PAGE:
When a 12-year-old’s mother asks him “How many times do I have to tell you to stop?” he will understand that the answer, if any is required, had better not include a number.
But that insight requires a sophisticated understanding of ironic language that develops long after fluent speech. At what age do children begin to sense the meaning of such a question, and to what degree can they respond appropriately to other kinds of irony?
In laboratory research on the subject, children demonstrate almost no comprehension of ironic speech before they are 6 years old, and little before they are 10 or 11. When asked, younger children generally interpret rhetorical questions as literal, deliberate exaggeration as a mistake and sarcasm as a lie.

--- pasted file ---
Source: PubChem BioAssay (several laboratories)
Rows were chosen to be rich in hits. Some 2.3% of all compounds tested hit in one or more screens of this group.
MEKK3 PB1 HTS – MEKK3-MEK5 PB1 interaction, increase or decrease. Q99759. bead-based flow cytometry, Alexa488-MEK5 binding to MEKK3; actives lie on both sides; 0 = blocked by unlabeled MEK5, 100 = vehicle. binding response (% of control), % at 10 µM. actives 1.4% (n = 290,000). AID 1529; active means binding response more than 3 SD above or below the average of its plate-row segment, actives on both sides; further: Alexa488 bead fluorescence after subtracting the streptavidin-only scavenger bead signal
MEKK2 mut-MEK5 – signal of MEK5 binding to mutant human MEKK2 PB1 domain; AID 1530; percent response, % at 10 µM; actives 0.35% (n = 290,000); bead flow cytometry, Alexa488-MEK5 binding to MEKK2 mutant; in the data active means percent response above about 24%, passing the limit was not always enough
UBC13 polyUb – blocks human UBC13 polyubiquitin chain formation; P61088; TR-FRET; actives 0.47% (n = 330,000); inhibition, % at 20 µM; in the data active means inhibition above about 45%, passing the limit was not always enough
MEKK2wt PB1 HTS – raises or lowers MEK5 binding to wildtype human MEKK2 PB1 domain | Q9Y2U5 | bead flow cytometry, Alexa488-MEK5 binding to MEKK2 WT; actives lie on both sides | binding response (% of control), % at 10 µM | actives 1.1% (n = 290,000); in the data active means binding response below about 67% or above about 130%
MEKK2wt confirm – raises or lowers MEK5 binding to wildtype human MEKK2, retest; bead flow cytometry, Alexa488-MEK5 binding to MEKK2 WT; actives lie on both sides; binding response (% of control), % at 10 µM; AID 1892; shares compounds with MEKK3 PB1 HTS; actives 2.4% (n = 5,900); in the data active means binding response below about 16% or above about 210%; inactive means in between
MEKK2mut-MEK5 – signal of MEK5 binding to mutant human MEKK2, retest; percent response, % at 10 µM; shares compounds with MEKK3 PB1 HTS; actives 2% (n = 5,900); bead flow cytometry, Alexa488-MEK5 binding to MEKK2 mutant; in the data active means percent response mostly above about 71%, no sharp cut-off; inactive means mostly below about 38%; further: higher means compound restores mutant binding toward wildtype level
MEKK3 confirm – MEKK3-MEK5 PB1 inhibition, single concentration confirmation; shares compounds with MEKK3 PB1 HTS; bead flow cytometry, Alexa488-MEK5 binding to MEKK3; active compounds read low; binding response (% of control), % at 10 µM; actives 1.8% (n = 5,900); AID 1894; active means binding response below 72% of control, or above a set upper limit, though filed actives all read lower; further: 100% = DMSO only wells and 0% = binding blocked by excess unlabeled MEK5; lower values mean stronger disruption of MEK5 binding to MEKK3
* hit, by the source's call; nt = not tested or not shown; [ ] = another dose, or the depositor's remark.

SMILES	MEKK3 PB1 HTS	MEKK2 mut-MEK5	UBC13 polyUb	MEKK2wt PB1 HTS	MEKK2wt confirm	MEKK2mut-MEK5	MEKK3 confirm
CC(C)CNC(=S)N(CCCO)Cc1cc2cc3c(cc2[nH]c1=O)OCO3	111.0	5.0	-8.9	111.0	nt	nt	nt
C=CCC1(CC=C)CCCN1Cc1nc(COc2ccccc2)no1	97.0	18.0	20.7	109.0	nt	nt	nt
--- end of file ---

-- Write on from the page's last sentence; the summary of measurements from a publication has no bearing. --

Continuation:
Child Protective Services investigated more than three million cases of suspected child abuse in 2007, but a new study suggests that the investigations did little or nothing to improve the lives of those children.
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By now you've spent half of your week learning about the cookie test and delay of gratification...but if you're like me, you are wondering what the kids are doing while they're trying their hardest to avoid eating the cookie*.
Lucky for you, I have this video in my arsenal. And the results are pretty hilarious.
Enjoy "The Marshmallow Test."
*Also, if you're like me, you've gone out and bought** some cookies.
**What? Don't look at me like that. I waited until TUESDAY to buy cookies. If that's not delay of gratification, I don't know what is.